3. Well the main problem with alot of us is our facilities that we work at are CLOSING, and they are trying to make us drive 50 miles away, or more to another facility to work at. The stress that we are all under these days knowing that the postmaster general gang wants us GONE is unreal. I for one, will take an early out, only if I am getting my supplement. Otherwise how can you pay your bills? I dont think alot will take it.

  4. Nobody is saying the the money will “change their life”, Burrus. We want our life changed by not having report to a place that we absolutely cannot stand any longer… or to deal with assholes any longer. And I’m not referring only to stupidvisors. Their are stupid co-workers as well that I am anxious, very anxious to get out of my life once and for all!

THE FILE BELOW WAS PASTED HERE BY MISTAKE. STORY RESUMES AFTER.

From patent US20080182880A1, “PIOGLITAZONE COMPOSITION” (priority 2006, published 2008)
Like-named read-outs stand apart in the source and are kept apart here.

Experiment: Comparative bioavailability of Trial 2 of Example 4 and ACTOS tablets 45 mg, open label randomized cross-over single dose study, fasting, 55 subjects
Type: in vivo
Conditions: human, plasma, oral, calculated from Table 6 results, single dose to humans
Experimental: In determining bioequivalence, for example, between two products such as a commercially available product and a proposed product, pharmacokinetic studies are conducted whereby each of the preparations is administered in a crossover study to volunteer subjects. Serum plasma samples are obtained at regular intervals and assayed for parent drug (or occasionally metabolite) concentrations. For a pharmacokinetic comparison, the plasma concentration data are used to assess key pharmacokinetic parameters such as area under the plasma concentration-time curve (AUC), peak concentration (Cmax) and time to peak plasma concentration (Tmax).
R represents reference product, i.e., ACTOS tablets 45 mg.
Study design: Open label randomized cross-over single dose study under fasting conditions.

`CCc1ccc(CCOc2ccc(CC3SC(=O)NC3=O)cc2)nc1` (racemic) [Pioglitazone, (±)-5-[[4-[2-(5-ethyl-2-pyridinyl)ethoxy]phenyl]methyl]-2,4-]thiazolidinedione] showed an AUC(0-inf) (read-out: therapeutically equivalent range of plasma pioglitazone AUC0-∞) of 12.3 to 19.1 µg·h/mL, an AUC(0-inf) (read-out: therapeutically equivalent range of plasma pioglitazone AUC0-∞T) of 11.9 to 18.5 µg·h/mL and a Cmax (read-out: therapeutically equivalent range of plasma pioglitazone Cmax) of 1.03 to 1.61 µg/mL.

5. uhh, shut up. Tired of the assholes…it will change my life…for the better.

  6. Retirement is a PERSONAL option!!!! Everyone should consider how it will effect their families and their fiances. I do believe anyone who DOESNT have to work, probably WOULDNT. You should EDUCATE yourself on ALL that is available to you. The bottom line is to be comfortable with your PERSONAL decision. Just make an informed one. I discovered that the Postal Service has FAILED in providing ALL the approipate information to it’s employees concerning benefits. So don’t wait for them to tell you, find out for your self by doing some research. Mr. Burrus, I believe is simply saying PLAN!!!!! If you don’t plan, you, your family and your lifestyle will suffer in the end. Everyone has an opinion on what should be done, but no one faces your problems like you do. Just make an INFORMED decision based on ALL availabe information. To go or stay, it’s up to YOU!